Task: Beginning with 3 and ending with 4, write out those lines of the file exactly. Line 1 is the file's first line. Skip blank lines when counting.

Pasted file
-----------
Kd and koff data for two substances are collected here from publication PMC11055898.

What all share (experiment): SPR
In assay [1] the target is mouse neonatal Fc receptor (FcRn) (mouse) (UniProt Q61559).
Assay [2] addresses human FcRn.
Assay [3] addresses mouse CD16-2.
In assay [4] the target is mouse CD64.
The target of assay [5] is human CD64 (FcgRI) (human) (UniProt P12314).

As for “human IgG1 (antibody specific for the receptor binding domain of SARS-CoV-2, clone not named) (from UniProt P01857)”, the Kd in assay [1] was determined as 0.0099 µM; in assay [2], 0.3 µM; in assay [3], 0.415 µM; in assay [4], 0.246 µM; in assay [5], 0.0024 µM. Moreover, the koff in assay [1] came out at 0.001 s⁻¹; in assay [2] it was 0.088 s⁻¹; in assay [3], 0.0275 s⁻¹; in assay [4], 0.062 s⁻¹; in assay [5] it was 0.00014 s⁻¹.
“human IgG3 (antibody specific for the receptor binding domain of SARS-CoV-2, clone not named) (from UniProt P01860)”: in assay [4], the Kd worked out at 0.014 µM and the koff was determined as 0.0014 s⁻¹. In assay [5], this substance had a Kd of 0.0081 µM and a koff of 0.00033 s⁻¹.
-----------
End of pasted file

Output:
In assay [1] the target is mouse neonatal Fc receptor (FcRn) (mouse) (UniProt Q61559).
Assay [2] addresses human FcRn.